You may feel overwhelmed at the prospect of creating a financial plan, and it can undoubtedly be challenging. But it is essential that you fully understand each section. As a business owner, you may consider hiring a bookkeeper to handle your account once your business is running. You will need to understand your business’ financial statements and use them as a basis for making decisions about your company. Numerous available software programs can help you put it together and lighten your load.

In the long run, the financial statements in your business plan will outline the growth and potential of your business. And once you can show where your financial performance figures are coming from, you will significantly increase your chances of getting funding from lenders or investors. So, don’t skimp on your financial statements, take the time to learn how to do them properly, and get them right. It will be worth it in the long run.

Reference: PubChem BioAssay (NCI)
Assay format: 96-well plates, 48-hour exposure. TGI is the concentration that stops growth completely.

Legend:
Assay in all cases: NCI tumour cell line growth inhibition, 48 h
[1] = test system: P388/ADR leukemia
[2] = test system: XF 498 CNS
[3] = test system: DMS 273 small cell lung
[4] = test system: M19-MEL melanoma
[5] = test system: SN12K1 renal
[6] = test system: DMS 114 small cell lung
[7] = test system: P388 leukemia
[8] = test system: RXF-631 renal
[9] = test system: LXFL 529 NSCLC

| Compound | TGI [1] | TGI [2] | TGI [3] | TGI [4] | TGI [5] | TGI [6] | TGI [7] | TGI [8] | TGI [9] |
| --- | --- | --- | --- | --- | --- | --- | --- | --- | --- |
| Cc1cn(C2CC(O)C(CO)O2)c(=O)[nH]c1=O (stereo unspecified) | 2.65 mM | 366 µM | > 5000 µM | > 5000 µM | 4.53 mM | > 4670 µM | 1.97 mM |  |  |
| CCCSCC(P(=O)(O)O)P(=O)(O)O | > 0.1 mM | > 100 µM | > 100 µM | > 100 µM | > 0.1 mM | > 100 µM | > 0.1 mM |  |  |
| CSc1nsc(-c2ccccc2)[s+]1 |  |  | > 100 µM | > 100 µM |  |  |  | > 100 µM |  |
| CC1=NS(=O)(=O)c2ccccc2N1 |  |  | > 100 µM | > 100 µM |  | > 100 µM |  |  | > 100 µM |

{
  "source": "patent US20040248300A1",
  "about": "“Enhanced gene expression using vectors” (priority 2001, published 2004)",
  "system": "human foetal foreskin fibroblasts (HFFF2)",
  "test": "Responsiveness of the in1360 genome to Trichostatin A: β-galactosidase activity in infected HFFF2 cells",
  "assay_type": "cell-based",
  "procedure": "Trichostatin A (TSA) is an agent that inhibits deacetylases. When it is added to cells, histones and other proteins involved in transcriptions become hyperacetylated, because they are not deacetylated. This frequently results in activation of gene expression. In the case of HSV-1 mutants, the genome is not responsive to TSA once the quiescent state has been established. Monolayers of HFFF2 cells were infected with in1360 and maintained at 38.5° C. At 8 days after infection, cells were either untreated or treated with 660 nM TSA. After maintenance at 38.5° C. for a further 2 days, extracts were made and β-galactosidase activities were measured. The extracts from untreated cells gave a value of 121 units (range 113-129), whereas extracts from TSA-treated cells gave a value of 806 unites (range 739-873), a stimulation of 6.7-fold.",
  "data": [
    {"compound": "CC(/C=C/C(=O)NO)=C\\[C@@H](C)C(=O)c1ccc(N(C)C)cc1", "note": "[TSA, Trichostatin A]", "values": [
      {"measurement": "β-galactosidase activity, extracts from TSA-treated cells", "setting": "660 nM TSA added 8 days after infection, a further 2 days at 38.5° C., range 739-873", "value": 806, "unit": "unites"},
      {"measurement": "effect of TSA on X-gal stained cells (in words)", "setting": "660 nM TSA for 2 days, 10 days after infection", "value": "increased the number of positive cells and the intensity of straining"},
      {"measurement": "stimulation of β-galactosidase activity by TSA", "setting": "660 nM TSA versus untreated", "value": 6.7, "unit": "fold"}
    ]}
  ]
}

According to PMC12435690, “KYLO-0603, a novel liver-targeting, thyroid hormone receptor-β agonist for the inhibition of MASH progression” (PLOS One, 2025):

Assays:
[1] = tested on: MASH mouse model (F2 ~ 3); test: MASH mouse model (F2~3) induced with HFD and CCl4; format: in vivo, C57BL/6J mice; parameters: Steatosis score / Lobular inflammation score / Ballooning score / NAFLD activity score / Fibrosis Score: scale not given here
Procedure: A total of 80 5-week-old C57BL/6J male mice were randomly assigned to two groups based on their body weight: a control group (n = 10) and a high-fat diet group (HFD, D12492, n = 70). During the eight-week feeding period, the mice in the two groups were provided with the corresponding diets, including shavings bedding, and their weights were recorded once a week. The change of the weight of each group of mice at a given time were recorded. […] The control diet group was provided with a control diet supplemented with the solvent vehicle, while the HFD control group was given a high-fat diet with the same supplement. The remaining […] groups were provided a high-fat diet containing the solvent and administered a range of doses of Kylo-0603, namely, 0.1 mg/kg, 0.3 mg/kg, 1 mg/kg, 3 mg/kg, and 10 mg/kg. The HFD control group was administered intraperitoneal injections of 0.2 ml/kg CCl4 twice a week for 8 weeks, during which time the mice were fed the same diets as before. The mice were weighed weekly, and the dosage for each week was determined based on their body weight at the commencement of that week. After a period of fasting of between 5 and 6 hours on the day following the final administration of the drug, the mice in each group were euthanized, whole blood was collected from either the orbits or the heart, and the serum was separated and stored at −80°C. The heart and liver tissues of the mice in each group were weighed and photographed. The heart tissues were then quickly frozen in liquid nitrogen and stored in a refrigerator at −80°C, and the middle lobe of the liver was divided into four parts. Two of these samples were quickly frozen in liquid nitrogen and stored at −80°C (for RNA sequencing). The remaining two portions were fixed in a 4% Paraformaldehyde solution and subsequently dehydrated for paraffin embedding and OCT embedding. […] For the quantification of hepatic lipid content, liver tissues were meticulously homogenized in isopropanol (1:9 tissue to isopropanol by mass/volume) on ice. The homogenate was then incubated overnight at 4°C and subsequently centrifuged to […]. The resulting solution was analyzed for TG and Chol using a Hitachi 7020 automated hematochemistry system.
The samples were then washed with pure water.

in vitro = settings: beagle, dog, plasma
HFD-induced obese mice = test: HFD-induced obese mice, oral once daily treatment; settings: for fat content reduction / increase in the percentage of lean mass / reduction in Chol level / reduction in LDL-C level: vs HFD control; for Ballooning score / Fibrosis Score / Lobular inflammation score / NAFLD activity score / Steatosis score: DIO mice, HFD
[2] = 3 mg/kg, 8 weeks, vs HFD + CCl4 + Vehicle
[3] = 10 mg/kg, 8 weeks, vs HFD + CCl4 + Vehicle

We Can Help

If you need help determining which financial statements you need or require consultation when setting up a business plan, we can help. As an outsourced accounting firm, we provide ongoing accounting support and financial analysis to small and mid-size businesses. Our team of highly experienced accountants will act as your entire accounting department (CFO to staff accountant).

We complement and work alongside your internal staff to provide ongoing accounting and finance support for your business. These areas are necessary to effectively run your company, analyze operations, and guide business decisions. Contact us today so we can get started.